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Aquaculture and Fisheries Commons

Open Access. Powered by Scholars. Published by Universities.®

1994

Crassostrea virginica

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Full-Text Articles in Aquaculture and Fisheries

Modeling Oyster Populations Ii. Adult Size And Reproductive Effort, E. E. Hofmann, J. M. Klinck, E. N. Powell, S. Boyles, M. Ellis Jan 1994

Modeling Oyster Populations Ii. Adult Size And Reproductive Effort, E. E. Hofmann, J. M. Klinck, E. N. Powell, S. Boyles, M. Ellis

CCPO Publications

A time-dependent model of energy flow in post-settlement oyster populations is used to examine the factors that influence adult size and reproductive effort in a particular habitat, Galveston Bay, Texas, and in habitats that extend from Laguna Madre, Texas to Chesapeake Bay. The simulated populations show that adult size and reproductive effort are determined by the allocation of net production to somatic or reproductive tissue development and the rate of food acquisition, both of which are temperature dependent. For similar food conditions, increased temperature reduces the allocation of net production to somatic tissue and increases the rate of food acquisition ...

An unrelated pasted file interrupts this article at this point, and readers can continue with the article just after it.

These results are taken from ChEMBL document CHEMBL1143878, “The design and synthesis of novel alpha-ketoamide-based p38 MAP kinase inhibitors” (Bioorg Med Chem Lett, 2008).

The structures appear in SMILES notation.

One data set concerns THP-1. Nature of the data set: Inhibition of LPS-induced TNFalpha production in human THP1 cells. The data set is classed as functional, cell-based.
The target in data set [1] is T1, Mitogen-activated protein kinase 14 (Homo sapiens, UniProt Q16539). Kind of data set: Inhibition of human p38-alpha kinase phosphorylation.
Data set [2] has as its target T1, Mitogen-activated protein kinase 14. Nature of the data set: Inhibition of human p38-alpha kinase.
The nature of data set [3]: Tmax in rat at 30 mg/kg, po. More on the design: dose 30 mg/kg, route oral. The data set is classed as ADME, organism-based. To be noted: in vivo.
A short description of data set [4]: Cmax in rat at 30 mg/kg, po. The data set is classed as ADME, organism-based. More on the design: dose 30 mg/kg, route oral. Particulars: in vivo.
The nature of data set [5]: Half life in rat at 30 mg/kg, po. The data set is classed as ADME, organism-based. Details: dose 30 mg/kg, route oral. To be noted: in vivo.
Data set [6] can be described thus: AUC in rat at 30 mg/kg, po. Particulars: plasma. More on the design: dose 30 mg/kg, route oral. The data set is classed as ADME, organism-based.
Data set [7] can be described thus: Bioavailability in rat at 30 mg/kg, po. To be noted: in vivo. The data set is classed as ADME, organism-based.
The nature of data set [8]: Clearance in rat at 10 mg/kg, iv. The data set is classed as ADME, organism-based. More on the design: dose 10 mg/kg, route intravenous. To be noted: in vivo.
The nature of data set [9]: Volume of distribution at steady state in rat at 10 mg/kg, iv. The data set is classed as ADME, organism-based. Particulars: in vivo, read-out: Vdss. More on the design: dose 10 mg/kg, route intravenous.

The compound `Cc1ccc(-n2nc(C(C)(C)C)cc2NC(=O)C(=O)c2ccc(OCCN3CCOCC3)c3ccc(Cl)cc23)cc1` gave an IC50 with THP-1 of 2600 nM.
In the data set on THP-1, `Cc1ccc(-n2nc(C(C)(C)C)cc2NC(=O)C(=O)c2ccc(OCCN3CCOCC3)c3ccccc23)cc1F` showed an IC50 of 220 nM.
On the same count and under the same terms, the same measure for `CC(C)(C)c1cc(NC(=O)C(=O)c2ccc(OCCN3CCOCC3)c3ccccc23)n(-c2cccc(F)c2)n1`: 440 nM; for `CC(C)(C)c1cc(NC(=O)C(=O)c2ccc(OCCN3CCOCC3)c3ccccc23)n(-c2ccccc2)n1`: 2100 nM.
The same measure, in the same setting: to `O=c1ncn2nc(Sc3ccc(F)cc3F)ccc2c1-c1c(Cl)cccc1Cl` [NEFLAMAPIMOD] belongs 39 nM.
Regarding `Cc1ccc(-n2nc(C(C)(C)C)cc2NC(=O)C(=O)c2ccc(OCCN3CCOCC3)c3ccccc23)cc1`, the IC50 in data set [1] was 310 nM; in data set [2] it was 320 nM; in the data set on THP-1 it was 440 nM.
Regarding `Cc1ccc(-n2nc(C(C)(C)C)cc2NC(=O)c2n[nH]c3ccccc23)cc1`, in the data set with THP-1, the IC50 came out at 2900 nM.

Modeling Oyster Populations. Iv. Rates Of Mortality, Population Crashes, And Management, E. N. Powell, J. M. Klinck, E. E. Hofmann, S. M. Ray Jan 1994

Modeling Oyster Populations. Iv. Rates Of Mortality, Population Crashes, And Management, E. N. Powell, J. M. Klinck, E. E. Hofmann, S. M. Ray

CCPO Publications

A time-dependent energy-flow model was used to examine how mortality affects oyster populations over the latitudinal gradient from Galveston Bay, Texas, to Chesapeake Bay, Virginia. Simulations using different mortality rates showed that mortality is required for market-site oysters to be a component of the population's size-frequency distribution; otherwise a population of stunted individuals results. As mortality extends into the juvenile sizes, the population's size frequency shifts toward the larger sizes. In many cases adults increase despite a decrease in overall population abundance. Simulations, in which the timing of mortality varied, showed that oyster populations are more susceptible to ...